These are the words of a man inspired and directed by God to teach us and to help explain to us who Jesus is and where He came from, and how God prepared the way for His arrival.
There was a man sent from God who’s name was John, is a God-directed passage telling us about the forerunner of Jesus, not John the disciple but John the Baptist of course, explaining how through him God paved the way for His arrival.
And in verse 14, John shares more of his God-inspired, but also directly experienced memories.
And the word became flesh and lived among us, and we have seen His glory, the glory as of a father’s only son, full of grace and truth.
Most of us are familiar with the verse John 3: 16, explaining why Jesus came into the world, explaining how the love of God caused Him to send His only begotten Son into the world, to pay the price for our sins, so that everyone who believes in Him may not perish but may have eternal life.
That is often quoted as the most important verse in the New Testament, many have called chapter 1 verse 14 the 2nd most important verse in the New Testament.
You remember I’m sure, it begins, “The Word became flesh and dwelt among us.”
This can also translated as he pitched his tent among us. Many of the people of Jesus’s time were nomadic so a tent would be their home, not a stone or brick building, Jesus came for everyone nomad a town dweller, rich or poor, anytime, anywhere. We do not only find him here in church.
Can you imagine the love that drove God to have His only begotten Son, the Creator of all things, leave the glories and majesty of heaven to come and live as a man?
To know the pains, hunger, thirst, heat and cold, heart break and temptations that we know?
But He did, and John was able to spend around 3 years with Him, and took care of His mother after that.
If we could talk with John now we might ask him to tell us, like a good interviewer would, what stood out about the time you spent with Jesus? When you saw His glory displayed, you who notice all of the details, what stood out to you about Jesus?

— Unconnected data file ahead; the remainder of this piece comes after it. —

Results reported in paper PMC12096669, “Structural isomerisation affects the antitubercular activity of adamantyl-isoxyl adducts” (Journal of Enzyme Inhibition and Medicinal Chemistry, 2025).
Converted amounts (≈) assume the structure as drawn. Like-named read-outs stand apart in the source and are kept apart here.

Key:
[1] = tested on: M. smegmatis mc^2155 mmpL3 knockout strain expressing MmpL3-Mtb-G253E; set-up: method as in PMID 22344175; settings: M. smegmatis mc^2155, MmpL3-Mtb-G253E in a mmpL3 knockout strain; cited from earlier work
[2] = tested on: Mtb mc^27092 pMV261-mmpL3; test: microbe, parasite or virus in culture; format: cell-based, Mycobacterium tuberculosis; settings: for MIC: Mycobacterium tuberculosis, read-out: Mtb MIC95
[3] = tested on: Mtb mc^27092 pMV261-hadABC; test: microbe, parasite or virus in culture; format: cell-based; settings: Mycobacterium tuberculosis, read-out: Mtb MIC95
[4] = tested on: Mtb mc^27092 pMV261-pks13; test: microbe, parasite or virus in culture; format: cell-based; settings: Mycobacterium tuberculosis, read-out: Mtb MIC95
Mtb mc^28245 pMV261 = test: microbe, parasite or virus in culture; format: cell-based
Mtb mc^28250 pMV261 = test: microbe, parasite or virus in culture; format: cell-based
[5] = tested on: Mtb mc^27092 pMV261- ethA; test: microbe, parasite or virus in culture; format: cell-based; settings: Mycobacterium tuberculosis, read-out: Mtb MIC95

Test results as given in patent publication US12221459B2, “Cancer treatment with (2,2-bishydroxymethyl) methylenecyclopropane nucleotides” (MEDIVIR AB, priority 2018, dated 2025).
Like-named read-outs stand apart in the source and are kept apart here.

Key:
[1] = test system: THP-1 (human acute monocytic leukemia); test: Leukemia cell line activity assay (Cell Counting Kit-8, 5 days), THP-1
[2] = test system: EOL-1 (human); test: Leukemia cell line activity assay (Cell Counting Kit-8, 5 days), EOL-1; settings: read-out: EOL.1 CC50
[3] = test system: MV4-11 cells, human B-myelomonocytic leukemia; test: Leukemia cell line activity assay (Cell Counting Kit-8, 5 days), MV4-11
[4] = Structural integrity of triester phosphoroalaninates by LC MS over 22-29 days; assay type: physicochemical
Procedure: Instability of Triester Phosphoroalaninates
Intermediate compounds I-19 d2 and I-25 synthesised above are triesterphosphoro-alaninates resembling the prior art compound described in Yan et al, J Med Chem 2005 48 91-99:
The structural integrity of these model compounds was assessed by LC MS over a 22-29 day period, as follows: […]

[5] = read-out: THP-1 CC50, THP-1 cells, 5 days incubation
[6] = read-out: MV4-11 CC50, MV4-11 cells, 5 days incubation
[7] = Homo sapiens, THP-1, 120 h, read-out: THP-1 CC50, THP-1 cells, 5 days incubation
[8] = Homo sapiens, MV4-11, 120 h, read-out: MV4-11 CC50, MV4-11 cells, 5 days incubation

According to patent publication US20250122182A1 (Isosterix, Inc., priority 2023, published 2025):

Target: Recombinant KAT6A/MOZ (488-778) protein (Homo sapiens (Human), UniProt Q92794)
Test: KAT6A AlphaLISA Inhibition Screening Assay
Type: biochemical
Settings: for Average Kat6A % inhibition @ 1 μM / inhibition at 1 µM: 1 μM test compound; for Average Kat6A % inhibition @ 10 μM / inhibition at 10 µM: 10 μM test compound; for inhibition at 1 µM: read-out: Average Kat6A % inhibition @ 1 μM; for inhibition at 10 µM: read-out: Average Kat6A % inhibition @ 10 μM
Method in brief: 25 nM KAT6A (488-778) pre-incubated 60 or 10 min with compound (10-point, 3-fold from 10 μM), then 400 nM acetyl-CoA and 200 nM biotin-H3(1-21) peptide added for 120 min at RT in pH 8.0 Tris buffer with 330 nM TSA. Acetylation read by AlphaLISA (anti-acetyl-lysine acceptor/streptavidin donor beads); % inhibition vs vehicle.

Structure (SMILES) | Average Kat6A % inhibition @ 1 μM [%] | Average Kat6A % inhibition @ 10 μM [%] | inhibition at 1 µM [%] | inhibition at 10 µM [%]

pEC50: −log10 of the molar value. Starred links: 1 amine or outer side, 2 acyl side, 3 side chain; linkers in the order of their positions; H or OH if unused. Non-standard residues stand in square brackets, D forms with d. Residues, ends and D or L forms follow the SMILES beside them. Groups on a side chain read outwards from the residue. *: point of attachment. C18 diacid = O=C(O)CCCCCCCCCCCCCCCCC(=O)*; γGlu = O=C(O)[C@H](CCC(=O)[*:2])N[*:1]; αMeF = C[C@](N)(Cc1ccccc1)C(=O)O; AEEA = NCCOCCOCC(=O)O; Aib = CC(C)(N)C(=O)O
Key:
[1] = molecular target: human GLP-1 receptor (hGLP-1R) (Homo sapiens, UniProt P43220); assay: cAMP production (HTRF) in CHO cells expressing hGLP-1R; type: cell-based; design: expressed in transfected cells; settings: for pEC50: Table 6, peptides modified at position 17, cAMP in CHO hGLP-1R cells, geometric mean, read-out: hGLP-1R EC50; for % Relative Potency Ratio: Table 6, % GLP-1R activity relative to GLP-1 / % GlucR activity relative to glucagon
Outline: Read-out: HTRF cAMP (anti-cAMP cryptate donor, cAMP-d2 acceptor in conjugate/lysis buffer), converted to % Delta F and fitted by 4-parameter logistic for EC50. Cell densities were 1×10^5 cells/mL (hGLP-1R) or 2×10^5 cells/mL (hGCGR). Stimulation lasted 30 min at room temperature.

Here we read what I think would probably be his answer.
We observed His glory, the glory of the One and Only Son from the Father, full of grace and truth.
We might also ask what was most important thing you personally took from your time with Jesus?
He could be likely to reply, I saw His grace and truth.
Years ago, a large international conference was held of religious leaders and theologians from around the world. In the midst of the conference, a quite heated debate began about what it was that set Christianity apart from other religions.
Some argued that it was God coming in the flesh that set Christianity apart from other religions.
They decided that wasn’t it, because other religions claimed that their gods came to earth to us too.
Some argued that it was love, or sacrifice, or the resurrection, or one thing or another; each idea in turn being shot down.
Finally, C. S. Lewis, the writer and theologian, who had arrived late, walked into the conference and asked what all the noise was about.
When he was told they were discussing what it was that set Christianity apart from all other religions, he said, “That’s easy. It’s grace.”
I can see why he said that, as John brings that message to us so clearly in this passage.
Yes, the thing that sets Christianity apart from every other religion in the world is grace, the “unmerited, unearned, undeserved, favour of God, given freely out of His love.”
That is what Jesus brought to us all.
In the beginning was the Word, and the Word was with God and the Word was God.
And the Word became flesh and lived among us, and we have seen His glory, the glory as of a father’s only son, full of grace and truth.
Let us pray,
Heavenly Father help us to meet your Son, and just as John did, to know your grace and truth on our lives. Amen.
The YouTube link is https://youtu.be/mknb3TXSLm4
31st January 2021 - Candlemas
This child is destined for the falling and riding of many, and a sign that will be opposed.
Luke’s Gospel is full of encounters. He begins with a series of encounters. An older couple, Zechariah and Elizabeth and an angel. A teenage girl and an angel. The same girl, the same Elizabeth and an unborn baby - who leapt in the womb. Shepherds and a whole host of angels and a newborn baby. A young couple with their child and an encounter in the temple.